Could you imagine doing the same profession as your spouse?  Similar concerns, headaches and joys? 

That's the case over at Lake Taylor High School.  Saundra Sawyer is in her 8th season as girls head basketball coach.  She's got a young squad that's starting to show it's team not to be taken lightly in the area. 

There are times she takes her job home too.  That's where it's good to have an understanding spouse.  Her husband, Hank, has been the football coach for the Titans.  Numerous players sent to colleges and a dominant power in the Eastern District.  He's also her biggest supporter and helper when his season is over. 

"I get my swagger from him.  He has that swagger and if I wasn't his wife, I'd probably hate him.  I wouldn't like him."  Married the past 9 years, their relationship is one where the line between coaching and marriage is slightly blurred.  In fact, depending on the day, there is no line.

As she puts it, "He's my biggest critic, but he says it to a point where I take it in stride.  You take it for what it's worth and most times, he's right."  He agrees.  "She'll tell me who's not doing real well.  Alot of times we'll step on each other's toes."  The common bond they share, is that they have their players best interests at heart; much like a parent with a child.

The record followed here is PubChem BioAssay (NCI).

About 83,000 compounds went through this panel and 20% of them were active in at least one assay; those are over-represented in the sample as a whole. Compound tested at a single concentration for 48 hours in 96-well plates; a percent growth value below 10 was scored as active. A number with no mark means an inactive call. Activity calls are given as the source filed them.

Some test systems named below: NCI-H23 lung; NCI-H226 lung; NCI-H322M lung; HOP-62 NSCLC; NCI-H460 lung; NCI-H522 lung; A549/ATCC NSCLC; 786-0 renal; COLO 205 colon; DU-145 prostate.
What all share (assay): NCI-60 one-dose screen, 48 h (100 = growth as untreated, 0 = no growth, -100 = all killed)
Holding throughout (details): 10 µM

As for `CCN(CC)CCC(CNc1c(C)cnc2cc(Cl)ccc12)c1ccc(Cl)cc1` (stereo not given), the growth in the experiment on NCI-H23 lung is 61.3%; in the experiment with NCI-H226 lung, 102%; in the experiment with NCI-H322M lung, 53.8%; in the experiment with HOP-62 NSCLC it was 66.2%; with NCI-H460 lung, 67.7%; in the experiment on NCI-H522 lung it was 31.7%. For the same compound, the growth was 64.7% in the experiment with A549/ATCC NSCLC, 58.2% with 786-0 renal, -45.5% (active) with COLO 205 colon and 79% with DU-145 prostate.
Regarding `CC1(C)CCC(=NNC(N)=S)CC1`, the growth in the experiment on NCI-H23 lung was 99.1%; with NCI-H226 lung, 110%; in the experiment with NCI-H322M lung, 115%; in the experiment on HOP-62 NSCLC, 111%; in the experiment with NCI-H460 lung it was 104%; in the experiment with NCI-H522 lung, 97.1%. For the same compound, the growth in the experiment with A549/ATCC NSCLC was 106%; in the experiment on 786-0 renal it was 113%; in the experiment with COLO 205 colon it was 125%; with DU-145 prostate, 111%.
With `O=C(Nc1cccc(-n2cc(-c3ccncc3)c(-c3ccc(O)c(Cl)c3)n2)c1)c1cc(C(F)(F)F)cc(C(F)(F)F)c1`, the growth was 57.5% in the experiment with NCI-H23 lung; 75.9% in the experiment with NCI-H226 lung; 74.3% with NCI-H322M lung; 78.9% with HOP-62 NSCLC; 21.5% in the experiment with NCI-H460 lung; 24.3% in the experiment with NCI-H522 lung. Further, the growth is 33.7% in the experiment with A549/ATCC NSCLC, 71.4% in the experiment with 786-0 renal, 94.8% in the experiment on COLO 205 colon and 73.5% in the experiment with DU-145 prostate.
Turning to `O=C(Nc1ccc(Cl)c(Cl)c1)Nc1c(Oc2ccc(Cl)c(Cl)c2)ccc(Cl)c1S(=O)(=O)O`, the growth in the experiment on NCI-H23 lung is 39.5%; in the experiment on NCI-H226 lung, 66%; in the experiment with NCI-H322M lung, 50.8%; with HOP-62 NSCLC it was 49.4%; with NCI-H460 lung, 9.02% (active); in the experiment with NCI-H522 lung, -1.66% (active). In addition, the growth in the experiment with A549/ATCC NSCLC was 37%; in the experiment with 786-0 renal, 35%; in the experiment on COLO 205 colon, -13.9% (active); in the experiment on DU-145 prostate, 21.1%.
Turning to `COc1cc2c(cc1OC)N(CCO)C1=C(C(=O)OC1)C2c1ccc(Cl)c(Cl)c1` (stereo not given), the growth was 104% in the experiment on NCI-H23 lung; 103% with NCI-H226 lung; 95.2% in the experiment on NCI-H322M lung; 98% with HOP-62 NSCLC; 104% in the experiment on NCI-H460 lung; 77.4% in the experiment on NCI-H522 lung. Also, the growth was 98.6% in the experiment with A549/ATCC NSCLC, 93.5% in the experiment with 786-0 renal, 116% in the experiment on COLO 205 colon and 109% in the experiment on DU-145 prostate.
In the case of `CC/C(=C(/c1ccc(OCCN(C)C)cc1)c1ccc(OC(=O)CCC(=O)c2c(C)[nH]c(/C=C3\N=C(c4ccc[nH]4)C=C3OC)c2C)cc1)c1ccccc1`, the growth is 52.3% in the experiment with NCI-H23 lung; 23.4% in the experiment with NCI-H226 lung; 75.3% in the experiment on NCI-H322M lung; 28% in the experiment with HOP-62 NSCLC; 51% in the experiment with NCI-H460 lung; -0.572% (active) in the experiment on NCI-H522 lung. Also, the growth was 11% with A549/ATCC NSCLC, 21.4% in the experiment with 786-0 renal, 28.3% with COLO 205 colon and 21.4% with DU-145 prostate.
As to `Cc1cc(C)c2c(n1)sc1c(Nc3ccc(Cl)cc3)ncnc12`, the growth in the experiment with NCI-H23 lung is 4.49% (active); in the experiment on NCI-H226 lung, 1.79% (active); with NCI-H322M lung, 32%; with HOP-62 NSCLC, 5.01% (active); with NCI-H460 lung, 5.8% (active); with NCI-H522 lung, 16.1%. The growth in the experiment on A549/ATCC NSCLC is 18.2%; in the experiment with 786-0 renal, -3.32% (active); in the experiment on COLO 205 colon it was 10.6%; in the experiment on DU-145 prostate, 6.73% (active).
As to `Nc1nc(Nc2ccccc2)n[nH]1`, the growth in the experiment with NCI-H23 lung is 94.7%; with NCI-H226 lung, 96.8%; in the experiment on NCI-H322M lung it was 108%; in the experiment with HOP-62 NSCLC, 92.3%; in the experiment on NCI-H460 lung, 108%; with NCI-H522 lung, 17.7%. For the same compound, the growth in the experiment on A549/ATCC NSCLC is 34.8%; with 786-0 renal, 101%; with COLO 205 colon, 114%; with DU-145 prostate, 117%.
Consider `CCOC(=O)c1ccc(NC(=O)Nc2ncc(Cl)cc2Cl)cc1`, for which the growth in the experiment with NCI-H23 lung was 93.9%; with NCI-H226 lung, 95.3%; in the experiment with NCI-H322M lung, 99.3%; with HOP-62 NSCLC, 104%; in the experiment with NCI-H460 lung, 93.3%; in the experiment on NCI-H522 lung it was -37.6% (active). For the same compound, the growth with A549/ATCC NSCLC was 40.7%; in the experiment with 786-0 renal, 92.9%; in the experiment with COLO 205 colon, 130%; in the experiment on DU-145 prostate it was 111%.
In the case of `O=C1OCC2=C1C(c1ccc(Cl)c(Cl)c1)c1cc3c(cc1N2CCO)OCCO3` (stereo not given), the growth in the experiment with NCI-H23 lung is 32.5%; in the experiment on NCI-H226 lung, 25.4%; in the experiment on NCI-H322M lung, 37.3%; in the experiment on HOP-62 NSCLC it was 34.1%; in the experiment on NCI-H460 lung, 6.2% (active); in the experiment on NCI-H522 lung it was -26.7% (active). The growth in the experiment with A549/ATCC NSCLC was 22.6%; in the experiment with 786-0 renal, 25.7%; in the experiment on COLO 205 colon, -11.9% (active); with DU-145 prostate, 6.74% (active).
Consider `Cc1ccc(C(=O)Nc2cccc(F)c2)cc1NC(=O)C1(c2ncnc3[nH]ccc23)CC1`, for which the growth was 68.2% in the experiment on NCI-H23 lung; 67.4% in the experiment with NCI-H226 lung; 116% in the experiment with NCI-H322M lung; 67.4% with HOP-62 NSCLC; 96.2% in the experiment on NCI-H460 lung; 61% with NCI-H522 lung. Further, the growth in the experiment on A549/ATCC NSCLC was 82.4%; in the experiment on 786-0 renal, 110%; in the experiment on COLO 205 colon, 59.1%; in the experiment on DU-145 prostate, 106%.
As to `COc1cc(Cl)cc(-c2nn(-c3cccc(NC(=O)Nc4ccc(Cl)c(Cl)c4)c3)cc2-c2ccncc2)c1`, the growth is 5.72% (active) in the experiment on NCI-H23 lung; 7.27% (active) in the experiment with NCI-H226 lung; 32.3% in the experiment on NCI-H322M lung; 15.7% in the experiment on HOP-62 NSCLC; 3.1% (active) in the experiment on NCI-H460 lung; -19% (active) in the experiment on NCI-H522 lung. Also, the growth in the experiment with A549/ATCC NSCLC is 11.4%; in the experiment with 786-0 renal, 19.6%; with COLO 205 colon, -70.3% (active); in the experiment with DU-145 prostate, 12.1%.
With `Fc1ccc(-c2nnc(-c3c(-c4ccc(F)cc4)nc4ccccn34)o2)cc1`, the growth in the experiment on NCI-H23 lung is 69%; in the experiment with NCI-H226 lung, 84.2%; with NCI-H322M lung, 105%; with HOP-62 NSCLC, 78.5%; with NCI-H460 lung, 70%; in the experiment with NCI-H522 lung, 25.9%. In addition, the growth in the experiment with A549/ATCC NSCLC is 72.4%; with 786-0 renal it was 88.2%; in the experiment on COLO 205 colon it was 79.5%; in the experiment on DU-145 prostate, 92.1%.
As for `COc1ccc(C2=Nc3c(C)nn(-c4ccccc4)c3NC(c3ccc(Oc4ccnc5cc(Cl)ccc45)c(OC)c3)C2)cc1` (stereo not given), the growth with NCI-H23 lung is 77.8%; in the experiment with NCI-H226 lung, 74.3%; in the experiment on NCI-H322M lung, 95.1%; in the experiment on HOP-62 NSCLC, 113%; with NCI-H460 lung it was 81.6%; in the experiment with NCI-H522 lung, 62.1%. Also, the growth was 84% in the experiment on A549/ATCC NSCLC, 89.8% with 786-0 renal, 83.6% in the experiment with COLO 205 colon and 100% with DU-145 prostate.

They also share a softer side for each other's teams.  "He's a momma's boy when it comes to the girls.  He's got a sensitivity when it comes to the girls." 

Case in point?  "I could be at practice, drillin' them and being mad at everybody; he'd come to practice and open up a pack of plumbs and they love plums." 

Sawyer can say the same thing when it comes to his wife.  "She's drive up and say time out!  My players will say 'There's your wife', and I'll say, I know." 

Coaching, like marriage, is about making adjustments to make things better.

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